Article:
Gore said he would push for “tougher drug penalties and enforcement,” would increase drug interdiction efforts, would expand drug courts and would institute a $2 billion national media campaign targeted at preventing youth from using drugs. He is supportive of the Colombia plan [which fight drugs via the Colombian military].
Source: Boston Globe, p. A21 , Mar 5, 2000

Did pot when young, like young people do

Gore said he used marijuana “when I came back from Vietnam, yes, but not”[a lot]. Gore said in 1987 that his use of marijuana, which began in college, had been “infrequent and rare.” Pressed further, Gore said: “When I was young, I did things young people do. When I grew up I put away childish things.”
Source: Washington Post, by Howard Kurtz & Ceci Connolly , Jan 24, 2000

Decrease disparities in punishing crack vs. powder cocaine

Al Gore all but said the laws that treat crack cocaine far more harshly than powdered cocaine should be eliminated. A person currently caught with 5 grams of crack cocaine would get the same 5-year sentence as a person caught with 500 grams of powder, a 100-to-1 ratio. The Senate voted to reduce the ratio to 10-to-1. But Gore said that is not enough. “The remaining disparities should be dealt with,” Gore said. The 100-to-1 law had become the top symbol of racism in the criminal INjustice system.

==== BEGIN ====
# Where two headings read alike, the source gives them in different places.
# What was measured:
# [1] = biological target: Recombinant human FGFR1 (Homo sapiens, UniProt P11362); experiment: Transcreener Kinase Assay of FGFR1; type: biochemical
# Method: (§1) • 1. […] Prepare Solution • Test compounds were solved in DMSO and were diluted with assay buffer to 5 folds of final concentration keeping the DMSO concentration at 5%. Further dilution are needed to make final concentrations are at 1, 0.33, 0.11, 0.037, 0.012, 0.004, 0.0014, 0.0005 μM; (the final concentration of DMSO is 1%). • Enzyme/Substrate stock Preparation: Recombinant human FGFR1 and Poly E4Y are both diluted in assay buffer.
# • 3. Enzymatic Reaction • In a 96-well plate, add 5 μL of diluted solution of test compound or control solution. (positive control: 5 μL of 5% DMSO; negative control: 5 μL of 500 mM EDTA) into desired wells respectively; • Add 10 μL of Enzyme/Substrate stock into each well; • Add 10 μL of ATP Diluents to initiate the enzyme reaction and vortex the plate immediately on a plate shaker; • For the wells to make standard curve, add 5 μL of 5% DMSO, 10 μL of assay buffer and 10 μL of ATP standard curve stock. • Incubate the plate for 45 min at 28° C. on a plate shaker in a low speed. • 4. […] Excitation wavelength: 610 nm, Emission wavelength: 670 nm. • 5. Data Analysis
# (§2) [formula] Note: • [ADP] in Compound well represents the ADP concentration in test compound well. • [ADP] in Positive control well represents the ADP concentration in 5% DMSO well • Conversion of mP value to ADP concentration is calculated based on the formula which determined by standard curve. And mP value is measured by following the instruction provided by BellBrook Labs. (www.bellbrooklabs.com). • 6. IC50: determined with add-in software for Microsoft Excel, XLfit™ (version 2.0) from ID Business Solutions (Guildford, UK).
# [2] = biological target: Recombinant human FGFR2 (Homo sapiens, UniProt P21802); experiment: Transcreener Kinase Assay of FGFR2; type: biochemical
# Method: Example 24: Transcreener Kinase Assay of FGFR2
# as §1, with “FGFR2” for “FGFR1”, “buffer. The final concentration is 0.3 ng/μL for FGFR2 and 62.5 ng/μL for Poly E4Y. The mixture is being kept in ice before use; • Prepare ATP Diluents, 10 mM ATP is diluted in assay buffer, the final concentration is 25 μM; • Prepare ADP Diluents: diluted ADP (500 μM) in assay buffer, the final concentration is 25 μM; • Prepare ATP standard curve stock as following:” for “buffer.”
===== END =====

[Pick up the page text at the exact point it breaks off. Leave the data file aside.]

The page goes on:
Source: Derrick Z. Jackson, Boston Globe editorial , Nov 19, 1999

Drug efforts are beginning to pay off; we must do more

Our administration has secured the largest anti-drug budgets in history, with more money for drug enforcement agents, for border & customs control, for education & outreach, for treatment & prevention. Our efforts have finally begun to pay off. Overall, drug use by adults has dropped to more than half of its highest levels in 1979. Even drug use by our young people, which seemed to be getting worse every year, has finally begun to decline. But we know that we’ve barely begun. We must do so much more.
Source: White House Briefing, Washington, DC , Feb 8, 1999

Community disconnectedness is a source of drug problems